EU regulators say Qualcomm has not offered concessions in NXP bid.  U.S. smartphone chipmaker Qualcomm has not offered any concessions so far in its $38-billion bid for NXP Semiconductors, EU antitrust regulators said on Friday, increasing the risk of a lengthy investigation into the deal.  Qualcomm, which supplies chips to Android smartphone makers and Apple, had until June 1 to propose concessions to allay possible competition concerns over the biggest-ever deal in the semiconductor industry.

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    Categories: Antitrust Enforcement, Antitrust Litigation, International Competition Issues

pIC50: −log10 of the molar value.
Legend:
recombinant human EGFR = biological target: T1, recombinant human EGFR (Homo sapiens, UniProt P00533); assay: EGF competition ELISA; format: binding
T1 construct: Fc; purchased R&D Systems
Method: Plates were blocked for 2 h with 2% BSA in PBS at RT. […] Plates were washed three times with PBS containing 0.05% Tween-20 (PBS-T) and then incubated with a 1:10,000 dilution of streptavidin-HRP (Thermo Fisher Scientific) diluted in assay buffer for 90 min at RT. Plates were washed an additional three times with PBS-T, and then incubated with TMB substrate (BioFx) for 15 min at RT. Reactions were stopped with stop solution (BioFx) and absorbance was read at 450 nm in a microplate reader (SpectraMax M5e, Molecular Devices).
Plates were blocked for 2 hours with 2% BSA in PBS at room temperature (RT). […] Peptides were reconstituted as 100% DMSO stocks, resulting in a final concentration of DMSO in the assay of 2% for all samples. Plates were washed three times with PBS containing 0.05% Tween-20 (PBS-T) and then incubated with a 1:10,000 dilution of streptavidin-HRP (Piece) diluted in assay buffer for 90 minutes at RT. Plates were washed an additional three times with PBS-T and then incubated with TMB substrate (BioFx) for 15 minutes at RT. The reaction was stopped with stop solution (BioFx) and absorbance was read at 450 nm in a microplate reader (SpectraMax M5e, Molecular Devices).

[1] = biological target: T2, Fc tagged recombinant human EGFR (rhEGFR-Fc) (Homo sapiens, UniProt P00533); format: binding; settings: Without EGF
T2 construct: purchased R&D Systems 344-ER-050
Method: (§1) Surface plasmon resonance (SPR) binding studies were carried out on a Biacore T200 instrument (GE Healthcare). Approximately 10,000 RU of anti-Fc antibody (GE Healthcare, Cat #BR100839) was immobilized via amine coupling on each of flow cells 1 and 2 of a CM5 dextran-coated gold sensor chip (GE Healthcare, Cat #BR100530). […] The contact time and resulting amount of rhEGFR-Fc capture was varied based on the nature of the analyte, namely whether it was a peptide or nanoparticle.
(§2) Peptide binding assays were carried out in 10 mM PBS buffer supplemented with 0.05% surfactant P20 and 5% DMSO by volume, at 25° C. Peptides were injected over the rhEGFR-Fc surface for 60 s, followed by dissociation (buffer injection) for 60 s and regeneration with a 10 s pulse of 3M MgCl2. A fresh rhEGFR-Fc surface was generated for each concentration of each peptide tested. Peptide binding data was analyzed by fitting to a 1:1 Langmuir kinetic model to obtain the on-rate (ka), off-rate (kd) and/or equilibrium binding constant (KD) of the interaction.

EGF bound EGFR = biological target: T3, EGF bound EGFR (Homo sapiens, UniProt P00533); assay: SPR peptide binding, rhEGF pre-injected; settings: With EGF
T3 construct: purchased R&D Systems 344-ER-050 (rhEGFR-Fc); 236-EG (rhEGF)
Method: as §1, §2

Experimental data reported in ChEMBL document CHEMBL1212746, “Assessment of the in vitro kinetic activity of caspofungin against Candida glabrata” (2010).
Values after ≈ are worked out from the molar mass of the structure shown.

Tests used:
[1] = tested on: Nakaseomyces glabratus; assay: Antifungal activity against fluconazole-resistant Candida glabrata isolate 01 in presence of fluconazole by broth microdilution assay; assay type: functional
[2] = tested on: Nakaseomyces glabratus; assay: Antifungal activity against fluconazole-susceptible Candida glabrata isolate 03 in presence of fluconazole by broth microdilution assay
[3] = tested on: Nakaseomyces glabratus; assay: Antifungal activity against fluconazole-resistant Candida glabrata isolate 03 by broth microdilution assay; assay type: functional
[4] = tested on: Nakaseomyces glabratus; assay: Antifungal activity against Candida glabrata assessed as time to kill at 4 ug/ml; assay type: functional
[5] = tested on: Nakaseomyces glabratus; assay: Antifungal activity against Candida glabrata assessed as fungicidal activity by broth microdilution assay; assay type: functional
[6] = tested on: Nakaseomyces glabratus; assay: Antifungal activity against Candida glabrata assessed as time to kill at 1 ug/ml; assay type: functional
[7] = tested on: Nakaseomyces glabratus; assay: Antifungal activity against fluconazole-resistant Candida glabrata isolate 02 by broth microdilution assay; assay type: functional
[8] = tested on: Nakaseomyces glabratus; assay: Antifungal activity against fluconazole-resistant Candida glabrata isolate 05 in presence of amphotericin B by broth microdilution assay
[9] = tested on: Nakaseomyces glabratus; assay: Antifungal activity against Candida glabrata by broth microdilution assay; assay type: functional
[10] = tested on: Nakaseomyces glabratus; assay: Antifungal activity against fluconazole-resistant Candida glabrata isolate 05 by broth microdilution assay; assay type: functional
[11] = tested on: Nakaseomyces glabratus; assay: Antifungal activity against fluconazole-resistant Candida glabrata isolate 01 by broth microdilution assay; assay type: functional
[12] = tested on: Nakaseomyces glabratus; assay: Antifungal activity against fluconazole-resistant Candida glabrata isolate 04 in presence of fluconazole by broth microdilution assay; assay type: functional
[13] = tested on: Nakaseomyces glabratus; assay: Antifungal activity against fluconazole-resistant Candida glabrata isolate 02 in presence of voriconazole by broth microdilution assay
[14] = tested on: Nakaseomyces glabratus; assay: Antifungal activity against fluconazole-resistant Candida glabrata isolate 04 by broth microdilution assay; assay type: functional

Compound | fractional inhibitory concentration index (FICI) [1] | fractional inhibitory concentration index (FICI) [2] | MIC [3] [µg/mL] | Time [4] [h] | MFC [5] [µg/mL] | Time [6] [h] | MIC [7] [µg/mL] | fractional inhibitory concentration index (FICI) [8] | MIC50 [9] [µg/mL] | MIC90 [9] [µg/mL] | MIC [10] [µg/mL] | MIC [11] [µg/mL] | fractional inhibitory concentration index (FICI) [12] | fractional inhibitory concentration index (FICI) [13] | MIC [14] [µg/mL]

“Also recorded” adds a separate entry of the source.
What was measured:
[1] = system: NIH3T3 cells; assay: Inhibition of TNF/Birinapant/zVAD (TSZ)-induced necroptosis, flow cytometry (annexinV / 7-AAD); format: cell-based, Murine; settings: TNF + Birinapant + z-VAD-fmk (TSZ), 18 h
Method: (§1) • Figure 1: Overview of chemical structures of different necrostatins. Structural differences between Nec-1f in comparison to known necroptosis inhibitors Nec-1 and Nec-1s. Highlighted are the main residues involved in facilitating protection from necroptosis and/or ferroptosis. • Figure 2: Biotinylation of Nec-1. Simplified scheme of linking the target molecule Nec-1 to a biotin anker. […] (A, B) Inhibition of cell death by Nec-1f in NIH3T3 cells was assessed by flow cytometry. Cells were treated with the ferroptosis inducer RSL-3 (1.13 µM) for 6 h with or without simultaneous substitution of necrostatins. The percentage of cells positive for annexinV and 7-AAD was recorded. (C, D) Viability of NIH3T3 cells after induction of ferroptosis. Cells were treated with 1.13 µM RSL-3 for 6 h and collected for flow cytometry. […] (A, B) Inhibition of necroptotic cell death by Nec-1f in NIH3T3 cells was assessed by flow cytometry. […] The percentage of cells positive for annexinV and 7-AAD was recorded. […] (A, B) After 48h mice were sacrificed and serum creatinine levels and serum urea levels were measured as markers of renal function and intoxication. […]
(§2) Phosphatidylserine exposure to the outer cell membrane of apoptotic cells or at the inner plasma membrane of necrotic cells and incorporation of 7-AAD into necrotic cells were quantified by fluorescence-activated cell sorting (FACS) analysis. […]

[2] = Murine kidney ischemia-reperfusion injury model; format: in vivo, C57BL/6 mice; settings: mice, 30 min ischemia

May 30, 2017

      The Antitrust Week In Review

      Here are some of the developments in antitrust news this past week that we found interesting and are following.

      EU to Conclude Google Antitrust Cases in Next Few Months.  EU antitrust regulators will rule in the “next few months” whether Alphabet’s Google abused its dominance of internet searches and other areas, according to a senior European Commission official, an outcome that could lead to a hefty fine.  The world’s most popular internet search engine has been in the Commission’s crosshairs since 2010 over the promotion of its own shopping service in internet searches at the expense of the services of rivals.

      Judge Tosses Suit Against NFL Over Cheerleader Wages.  A lawsuit accusing the NFL and team owners of conspiring to suppress wages for cheerleaders lacks evidence to support that claim, a federal judge said.  U.S. District Judge William Alsup dismissed the lawsuit by a former San Francisco 49ers cheerleader. The lawsuit sought class action status on behalf of all NFL cheerleaders.